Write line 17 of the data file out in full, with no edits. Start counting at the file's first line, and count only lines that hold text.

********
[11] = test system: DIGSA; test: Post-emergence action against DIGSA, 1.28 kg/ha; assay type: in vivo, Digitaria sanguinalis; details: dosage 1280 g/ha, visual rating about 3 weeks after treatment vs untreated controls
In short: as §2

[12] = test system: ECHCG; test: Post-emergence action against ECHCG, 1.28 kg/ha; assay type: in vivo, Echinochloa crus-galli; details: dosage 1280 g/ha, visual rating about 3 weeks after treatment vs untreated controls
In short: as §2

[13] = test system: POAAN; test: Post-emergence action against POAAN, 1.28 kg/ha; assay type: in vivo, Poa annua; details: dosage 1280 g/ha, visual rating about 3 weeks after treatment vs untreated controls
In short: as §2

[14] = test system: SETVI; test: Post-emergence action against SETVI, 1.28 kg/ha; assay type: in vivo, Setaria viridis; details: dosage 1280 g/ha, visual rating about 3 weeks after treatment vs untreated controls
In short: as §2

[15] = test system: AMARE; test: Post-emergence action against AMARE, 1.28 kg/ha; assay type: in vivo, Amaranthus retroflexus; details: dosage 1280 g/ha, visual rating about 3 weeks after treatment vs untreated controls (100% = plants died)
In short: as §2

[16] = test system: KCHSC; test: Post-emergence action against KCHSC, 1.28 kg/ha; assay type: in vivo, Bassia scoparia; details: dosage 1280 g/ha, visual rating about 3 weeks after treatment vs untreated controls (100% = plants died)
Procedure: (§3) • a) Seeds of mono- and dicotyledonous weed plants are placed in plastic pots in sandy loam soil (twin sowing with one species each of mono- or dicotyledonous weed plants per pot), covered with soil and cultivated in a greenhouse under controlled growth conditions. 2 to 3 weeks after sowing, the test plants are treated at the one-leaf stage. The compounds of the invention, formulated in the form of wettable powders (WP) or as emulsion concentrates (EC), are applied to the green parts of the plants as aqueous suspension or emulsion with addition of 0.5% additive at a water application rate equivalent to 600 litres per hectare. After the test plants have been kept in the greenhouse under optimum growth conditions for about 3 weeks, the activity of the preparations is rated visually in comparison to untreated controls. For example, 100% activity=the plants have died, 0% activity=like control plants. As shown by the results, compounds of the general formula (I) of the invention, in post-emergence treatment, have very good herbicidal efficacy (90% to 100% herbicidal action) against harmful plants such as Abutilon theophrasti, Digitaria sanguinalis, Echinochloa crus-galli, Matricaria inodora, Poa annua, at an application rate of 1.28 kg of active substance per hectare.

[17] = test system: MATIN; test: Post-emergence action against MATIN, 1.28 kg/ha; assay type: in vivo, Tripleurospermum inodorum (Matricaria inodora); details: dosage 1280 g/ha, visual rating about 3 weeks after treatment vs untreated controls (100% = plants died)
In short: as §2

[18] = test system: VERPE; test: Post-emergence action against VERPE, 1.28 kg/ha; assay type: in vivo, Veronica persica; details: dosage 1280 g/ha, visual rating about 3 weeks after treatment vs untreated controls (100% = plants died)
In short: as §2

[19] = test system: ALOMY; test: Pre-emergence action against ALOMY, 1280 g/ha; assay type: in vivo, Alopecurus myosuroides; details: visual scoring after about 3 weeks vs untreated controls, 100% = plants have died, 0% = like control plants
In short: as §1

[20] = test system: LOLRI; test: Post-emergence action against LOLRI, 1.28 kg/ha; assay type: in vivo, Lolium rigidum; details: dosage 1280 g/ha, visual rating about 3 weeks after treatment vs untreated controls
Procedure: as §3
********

[19] = test system: ALOMY; test: Pre-emergence action against ALOMY, 1280 g/ha; assay type: in vivo, Alopecurus myosuroides; details: visual scoring after about 3 weeks vs untreated controls, 100% = plants have died, 0% = like control plants